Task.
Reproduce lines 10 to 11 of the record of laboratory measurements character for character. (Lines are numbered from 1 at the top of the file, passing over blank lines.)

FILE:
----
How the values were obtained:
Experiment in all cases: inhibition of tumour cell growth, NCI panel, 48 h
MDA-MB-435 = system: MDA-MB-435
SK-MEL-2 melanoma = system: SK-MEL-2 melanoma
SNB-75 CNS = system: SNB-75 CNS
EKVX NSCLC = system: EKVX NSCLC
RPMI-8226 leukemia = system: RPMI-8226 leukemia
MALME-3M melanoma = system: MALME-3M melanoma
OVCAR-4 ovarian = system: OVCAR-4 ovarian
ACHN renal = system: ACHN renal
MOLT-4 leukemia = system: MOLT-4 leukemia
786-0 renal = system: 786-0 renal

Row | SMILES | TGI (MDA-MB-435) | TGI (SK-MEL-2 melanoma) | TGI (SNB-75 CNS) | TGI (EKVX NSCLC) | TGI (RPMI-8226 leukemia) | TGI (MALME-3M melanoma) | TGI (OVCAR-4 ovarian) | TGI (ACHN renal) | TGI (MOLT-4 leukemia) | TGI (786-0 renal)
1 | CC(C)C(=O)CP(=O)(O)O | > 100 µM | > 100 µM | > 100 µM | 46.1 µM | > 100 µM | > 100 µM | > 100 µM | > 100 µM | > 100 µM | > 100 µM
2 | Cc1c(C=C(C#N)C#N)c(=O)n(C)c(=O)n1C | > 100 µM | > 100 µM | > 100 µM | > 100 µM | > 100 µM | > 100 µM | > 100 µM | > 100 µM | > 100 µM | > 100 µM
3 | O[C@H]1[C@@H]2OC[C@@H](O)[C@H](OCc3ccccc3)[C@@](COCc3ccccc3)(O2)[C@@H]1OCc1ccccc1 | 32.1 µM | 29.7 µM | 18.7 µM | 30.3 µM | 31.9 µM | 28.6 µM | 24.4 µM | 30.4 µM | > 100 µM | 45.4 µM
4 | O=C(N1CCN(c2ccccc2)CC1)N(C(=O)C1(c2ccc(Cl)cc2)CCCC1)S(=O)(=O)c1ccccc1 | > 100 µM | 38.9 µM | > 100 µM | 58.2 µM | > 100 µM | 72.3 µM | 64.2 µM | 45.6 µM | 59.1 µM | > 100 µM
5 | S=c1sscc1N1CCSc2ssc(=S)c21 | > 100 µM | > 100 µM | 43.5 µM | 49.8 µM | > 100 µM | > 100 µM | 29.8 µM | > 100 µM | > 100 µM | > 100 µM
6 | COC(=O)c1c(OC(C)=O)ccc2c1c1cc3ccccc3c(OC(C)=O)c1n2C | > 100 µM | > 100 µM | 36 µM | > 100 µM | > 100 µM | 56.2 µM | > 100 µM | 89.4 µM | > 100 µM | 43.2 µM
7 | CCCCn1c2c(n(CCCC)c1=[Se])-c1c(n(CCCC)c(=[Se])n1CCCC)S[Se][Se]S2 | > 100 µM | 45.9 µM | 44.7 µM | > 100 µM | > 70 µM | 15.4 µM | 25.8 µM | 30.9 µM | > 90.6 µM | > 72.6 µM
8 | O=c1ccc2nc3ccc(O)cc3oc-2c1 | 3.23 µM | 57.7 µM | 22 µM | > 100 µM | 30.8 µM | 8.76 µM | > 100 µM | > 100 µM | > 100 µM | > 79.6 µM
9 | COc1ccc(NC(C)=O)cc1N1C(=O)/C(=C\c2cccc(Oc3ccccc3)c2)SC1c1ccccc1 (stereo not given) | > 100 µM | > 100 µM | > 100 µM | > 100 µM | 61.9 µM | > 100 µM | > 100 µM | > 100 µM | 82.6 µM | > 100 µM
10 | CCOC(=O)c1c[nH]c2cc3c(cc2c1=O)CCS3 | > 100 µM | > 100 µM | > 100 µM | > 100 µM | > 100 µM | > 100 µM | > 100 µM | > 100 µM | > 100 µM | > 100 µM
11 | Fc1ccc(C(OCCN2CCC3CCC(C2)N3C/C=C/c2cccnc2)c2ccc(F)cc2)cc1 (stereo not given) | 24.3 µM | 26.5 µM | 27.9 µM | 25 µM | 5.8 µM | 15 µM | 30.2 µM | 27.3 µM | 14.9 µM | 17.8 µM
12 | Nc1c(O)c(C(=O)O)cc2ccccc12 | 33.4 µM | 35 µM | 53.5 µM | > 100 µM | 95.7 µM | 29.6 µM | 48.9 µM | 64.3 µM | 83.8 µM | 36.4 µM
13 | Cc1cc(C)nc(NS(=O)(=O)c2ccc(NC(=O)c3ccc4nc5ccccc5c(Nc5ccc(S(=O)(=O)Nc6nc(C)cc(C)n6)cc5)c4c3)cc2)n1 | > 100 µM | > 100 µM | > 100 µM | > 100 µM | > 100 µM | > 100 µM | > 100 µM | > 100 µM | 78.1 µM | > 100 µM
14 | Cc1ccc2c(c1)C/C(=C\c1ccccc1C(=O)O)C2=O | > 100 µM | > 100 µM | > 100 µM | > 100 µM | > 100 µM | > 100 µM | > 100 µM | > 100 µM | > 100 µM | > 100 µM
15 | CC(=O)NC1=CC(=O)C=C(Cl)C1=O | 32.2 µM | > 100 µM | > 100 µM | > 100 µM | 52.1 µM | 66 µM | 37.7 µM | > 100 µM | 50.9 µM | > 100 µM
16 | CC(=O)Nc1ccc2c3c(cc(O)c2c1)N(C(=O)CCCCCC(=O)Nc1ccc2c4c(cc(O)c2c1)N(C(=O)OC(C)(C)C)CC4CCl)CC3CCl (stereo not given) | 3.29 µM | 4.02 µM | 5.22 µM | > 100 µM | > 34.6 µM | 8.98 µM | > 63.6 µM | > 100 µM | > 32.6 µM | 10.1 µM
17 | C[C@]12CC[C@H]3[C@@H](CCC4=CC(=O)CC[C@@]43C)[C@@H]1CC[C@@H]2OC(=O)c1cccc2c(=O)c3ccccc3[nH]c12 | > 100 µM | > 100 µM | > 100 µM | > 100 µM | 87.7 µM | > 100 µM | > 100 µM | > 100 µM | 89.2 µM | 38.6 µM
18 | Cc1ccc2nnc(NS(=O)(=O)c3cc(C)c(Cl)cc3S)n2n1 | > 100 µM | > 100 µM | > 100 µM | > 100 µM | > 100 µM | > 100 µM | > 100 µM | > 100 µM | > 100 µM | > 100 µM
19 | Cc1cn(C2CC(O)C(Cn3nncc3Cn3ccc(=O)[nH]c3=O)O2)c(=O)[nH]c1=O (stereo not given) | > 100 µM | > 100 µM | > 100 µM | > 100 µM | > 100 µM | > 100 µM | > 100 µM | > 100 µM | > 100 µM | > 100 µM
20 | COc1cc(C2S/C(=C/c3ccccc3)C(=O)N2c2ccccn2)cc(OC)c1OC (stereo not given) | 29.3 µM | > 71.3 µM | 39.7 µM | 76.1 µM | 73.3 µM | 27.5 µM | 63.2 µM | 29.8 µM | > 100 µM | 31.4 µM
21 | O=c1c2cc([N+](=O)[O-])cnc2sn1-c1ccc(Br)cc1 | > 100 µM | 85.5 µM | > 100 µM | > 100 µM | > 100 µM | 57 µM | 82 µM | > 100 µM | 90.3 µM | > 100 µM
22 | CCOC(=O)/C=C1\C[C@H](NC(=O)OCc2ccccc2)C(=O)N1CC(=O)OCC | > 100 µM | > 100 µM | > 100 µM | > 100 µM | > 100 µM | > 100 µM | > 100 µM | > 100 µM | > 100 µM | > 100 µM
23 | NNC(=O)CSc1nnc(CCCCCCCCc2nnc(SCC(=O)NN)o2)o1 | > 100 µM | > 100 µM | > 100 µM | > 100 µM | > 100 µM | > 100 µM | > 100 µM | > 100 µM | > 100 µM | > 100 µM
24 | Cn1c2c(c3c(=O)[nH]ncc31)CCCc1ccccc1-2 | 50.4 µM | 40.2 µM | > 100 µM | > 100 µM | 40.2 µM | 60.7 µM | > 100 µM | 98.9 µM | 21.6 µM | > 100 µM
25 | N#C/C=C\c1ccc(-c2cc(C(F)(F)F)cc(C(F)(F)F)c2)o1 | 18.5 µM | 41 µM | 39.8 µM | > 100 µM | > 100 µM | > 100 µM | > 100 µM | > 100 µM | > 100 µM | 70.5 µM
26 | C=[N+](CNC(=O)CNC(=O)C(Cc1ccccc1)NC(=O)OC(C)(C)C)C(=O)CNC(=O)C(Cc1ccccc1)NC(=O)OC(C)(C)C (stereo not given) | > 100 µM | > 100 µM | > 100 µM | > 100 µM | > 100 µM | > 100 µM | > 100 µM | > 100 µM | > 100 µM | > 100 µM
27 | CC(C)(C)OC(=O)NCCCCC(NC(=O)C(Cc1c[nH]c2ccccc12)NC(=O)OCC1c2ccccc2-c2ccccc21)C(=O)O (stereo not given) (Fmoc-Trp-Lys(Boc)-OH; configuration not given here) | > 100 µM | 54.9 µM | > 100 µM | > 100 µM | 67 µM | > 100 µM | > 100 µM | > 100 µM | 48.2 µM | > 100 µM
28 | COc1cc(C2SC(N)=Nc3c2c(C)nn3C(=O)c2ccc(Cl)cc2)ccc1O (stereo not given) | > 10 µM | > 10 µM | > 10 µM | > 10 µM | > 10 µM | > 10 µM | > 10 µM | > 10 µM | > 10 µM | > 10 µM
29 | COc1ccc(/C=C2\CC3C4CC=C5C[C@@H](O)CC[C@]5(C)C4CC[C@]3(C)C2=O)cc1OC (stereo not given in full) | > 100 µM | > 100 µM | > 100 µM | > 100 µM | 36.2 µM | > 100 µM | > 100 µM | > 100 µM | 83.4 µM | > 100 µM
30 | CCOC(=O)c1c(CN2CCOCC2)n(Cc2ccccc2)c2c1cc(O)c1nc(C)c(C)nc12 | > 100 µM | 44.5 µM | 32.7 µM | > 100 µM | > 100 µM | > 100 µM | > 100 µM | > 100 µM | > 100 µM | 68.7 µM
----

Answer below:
ACHN renal = system: ACHN renal
MOLT-4 leukemia = system: MOLT-4 leukemia